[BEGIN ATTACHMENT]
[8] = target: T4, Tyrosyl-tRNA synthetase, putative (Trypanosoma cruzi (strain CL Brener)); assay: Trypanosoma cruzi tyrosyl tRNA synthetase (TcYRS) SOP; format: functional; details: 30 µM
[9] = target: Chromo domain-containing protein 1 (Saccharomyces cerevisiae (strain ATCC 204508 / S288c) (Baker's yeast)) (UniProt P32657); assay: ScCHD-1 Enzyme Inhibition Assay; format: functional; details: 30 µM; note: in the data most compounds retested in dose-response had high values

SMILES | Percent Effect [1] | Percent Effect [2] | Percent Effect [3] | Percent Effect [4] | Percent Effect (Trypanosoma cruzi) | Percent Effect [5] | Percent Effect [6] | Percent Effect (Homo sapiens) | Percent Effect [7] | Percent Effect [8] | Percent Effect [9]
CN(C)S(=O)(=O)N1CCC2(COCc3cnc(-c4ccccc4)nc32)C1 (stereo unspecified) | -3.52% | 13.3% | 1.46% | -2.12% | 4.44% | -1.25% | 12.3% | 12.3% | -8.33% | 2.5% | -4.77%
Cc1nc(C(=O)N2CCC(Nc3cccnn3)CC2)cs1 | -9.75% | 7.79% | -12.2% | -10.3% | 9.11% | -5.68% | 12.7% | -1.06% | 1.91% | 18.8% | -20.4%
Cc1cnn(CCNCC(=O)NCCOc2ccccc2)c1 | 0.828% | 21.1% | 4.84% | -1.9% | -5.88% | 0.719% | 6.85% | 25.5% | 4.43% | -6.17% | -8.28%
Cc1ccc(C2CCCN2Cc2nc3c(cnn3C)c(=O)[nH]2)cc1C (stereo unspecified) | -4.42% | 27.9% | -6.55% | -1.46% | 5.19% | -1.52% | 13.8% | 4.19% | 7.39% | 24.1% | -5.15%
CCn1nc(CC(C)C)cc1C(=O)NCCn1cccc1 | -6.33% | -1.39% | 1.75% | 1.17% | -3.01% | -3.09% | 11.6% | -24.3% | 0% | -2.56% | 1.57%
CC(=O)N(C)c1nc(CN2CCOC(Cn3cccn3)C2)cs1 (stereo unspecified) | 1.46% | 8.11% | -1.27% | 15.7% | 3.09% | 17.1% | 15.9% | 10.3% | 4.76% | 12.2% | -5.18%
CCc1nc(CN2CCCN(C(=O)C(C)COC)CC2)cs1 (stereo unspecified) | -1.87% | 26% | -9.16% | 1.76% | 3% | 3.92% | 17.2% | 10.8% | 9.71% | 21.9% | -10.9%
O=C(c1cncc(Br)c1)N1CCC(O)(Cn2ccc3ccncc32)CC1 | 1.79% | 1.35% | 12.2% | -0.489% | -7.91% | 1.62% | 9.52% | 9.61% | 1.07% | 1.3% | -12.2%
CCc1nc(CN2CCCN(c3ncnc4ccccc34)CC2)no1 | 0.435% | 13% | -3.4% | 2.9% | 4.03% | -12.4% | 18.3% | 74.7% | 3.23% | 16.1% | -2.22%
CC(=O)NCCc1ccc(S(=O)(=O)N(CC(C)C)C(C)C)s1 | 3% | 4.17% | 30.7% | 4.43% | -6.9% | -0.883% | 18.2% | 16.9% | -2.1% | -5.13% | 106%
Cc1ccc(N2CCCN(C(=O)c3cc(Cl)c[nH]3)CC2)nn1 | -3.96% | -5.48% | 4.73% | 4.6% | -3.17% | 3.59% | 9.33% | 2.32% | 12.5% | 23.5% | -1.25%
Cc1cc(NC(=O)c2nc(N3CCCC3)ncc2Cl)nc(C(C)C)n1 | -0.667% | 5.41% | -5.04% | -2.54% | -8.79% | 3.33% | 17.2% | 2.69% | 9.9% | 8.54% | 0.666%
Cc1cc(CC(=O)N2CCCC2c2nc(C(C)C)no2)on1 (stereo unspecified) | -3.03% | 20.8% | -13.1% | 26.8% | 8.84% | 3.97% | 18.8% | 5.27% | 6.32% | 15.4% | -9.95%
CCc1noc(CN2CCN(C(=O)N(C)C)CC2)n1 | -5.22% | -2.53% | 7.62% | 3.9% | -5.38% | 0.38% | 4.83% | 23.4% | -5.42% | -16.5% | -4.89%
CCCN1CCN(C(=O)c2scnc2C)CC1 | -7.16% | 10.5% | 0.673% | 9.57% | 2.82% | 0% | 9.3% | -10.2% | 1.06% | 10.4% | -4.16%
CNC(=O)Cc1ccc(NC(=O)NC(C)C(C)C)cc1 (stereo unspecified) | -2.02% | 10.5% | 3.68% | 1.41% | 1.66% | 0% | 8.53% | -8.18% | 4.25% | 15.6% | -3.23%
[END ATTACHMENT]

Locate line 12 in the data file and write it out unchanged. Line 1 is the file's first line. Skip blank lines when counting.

CCc1nc(CN2CCCN(c3ncnc4ccccc34)CC2)no1 | 0.435% | 13% | -3.4% | 2.9% | 4.03% | -12.4% | 18.3% | 74.7% | 3.23% | 16.1% | -2.22%